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Wisconsin GOP officials want to eliminate bipartisan election agency

By on November 21, 2021 0

  • The leading Republican candidate for governor of Wisconsin has said she will eliminate the commission if elected.
  • A Wisconsin sheriff recommended felony or misdemeanor charges for 5 of the 6 commission members.
  • The committee lifted the requirement for MPs to vote to visit nursing homes due to COVID-19.

In an attempt to overhaul the state’s electoral process, Republican officials in Wisconsin seek to eliminate the bipartisan Wisconsin Election Commission and indict five of its six officials with crimes or misdemeanors related to advice they gave to clerks municipal officials ahead of the 2020 election, The New York Time reported.

With less than a year to go before the midterm elections, Rebecca Kleefisch, Democratic Gov. Tony Evers’ main Republican challenger, has made the removal of the state election commission part of her platform, according to the Times. She filed a lawsuit earlier in the week against the commission, which was created by Republicans in 2016, asking the Wisconsin Supreme Court to declare that its guidelines contradict state law.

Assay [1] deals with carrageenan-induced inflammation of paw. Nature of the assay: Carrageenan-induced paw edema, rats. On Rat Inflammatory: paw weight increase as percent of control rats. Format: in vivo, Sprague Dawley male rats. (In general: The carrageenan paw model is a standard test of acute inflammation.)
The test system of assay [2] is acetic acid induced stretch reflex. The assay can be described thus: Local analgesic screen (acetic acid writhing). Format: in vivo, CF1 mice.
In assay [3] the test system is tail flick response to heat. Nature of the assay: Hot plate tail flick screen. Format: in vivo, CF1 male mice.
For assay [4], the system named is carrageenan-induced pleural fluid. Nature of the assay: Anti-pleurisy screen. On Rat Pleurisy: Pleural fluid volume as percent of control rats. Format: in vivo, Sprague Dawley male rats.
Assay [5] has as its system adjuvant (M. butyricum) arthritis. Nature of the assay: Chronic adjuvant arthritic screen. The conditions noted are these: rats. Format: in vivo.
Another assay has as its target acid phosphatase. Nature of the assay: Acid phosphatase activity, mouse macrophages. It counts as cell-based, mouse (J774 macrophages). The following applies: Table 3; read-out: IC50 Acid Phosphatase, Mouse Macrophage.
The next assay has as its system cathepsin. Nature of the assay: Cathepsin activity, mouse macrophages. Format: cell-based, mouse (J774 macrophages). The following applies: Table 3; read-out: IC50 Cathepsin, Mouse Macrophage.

Racine County Sheriff Christopher Schmaling echoed Kleefisch’s position and recommended felony and misdemeanor charges in early November against five of the six commission members, as they advised court clerks not to send any Poll workers trained in nursing homes during the onset of the pandemic, according to Milwaukee-based ABC affiliate WISN-TV.

Schmaling also called for a statewide investigation by Wisconsin Attorney General Josh Kaul, who called the move a “publicity stunt” and “a clearly political effort and abuse. of power, ”WISN-TV reported.

After Joe Biden was declared the winner in the 2020 election, Republicans in Wisconsin claimed fraudulent votes were cast by nursing homes across the state following a March 2020 commission vote , according to the New York Times.

In light of the COVID-19 pandemic, the committee voted to lift the requirement for special voting deputies to visit nursing homes twice before issuing postal ballots for residents, as the facilities did not allow visitors, The New York Times reported. No challenge to the orientation was raised at the time of the vote.

Yet Republican State Assembly Speaker Robin Vos called the commission anarchy in an interview with WKOW on November 12 and said its members “probably” should face charges of crime. Members of the commission released a statement in October saying they had not broken any laws and may have missed the deadline to collect and count the votes of people in care homes if they did not. hadn’t lifted the rule.